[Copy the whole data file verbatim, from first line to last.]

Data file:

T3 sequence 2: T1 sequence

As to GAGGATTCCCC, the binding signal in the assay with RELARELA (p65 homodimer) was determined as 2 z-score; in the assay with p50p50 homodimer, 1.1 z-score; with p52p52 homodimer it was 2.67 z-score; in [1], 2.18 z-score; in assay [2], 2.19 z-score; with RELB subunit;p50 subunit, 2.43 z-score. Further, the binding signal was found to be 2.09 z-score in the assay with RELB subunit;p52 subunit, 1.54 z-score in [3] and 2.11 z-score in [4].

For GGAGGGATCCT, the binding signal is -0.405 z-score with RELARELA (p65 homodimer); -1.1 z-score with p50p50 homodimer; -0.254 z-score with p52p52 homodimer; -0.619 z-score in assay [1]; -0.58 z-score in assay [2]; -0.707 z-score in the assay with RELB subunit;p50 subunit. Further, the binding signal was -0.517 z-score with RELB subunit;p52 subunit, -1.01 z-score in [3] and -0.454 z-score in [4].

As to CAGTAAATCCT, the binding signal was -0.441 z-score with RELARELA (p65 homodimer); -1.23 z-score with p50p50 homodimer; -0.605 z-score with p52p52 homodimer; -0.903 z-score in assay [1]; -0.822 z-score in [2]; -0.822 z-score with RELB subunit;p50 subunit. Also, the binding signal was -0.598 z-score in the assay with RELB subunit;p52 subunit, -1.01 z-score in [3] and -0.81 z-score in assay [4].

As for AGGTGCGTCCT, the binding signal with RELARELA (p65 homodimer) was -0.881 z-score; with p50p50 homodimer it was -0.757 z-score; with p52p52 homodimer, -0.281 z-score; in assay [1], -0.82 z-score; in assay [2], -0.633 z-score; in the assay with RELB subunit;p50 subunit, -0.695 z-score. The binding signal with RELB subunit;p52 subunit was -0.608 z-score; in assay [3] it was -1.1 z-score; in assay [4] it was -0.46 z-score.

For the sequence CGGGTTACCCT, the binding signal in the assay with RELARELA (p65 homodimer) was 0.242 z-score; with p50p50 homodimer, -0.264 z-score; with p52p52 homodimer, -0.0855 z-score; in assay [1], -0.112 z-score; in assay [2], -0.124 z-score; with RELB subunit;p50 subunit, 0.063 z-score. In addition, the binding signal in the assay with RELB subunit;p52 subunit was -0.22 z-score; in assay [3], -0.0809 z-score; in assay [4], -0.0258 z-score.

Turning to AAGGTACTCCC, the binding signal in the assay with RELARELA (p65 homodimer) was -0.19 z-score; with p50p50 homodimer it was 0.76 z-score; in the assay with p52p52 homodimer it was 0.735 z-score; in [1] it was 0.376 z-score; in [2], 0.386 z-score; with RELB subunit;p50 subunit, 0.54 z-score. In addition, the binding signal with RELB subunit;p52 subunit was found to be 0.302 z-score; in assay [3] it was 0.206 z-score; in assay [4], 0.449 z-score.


T3 sequence 2: T1 sequence

As to GAGGATTCCCC, the binding signal in the assay with RELARELA (p65 homodimer) was determined as 2 z-score; in the assay with p50p50 homodimer, 1.1 z-score; with p52p52 homodimer it was 2.67 z-score; in [1], 2.18 z-score; in assay [2], 2.19 z-score; with RELB subunit;p50 subunit, 2.43 z-score. Further, the binding signal was found to be 2.09 z-score in the assay with RELB subunit;p52 subunit, 1.54 z-score in [3] and 2.11 z-score in [4].

For GGAGGGATCCT, the binding signal is -0.405 z-score with RELARELA (p65 homodimer); -1.1 z-score with p50p50 homodimer; -0.254 z-score with p52p52 homodimer; -0.619 z-score in assay [1]; -0.58 z-score in assay [2]; -0.707 z-score in the assay with RELB subunit;p50 subunit. Further, the binding signal was -0.517 z-score with RELB subunit;p52 subunit, -1.01 z-score in [3] and -0.454 z-score in [4].

As to CAGTAAATCCT, the binding signal was -0.441 z-score with RELARELA (p65 homodimer); -1.23 z-score with p50p50 homodimer; -0.605 z-score with p52p52 homodimer; -0.903 z-score in assay [1]; -0.822 z-score in [2]; -0.822 z-score with RELB subunit;p50 subunit. Also, the binding signal was -0.598 z-score in the assay with RELB subunit;p52 subunit, -1.01 z-score in [3] and -0.81 z-score in assay [4].

As for AGGTGCGTCCT, the binding signal with RELARELA (p65 homodimer) was -0.881 z-score; with p50p50 homodimer it was -0.757 z-score; with p52p52 homodimer, -0.281 z-score; in assay [1], -0.82 z-score; in assay [2], -0.633 z-score; in the assay with RELB subunit;p50 subunit, -0.695 z-score. The binding signal with RELB subunit;p52 subunit was -0.608 z-score; in assay [3] it was -1.1 z-score; in assay [4] it was -0.46 z-score.

For the sequence CGGGTTACCCT, the binding signal in the assay with RELARELA (p65 homodimer) was 0.242 z-score; with p50p50 homodimer, -0.264 z-score; with p52p52 homodimer, -0.0855 z-score; in assay [1], -0.112 z-score; in assay [2], -0.124 z-score; with RELB subunit;p50 subunit, 0.063 z-score. In addition, the binding signal in the assay with RELB subunit;p52 subunit was -0.22 z-score; in assay [3], -0.0809 z-score; in assay [4], -0.0258 z-score.

Turning to AAGGTACTCCC, the binding signal in the assay with RELARELA (p65 homodimer) was -0.19 z-score; with p50p50 homodimer it was 0.76 z-score; in the assay with p52p52 homodimer it was 0.735 z-score; in [1] it was 0.376 z-score; in [2], 0.386 z-score; with RELB subunit;p50 subunit, 0.54 z-score. In addition, the binding signal with RELB subunit;p52 subunit was found to be 0.302 z-score; in assay [3] it was 0.206 z-score; in assay [4], 0.449 z-score.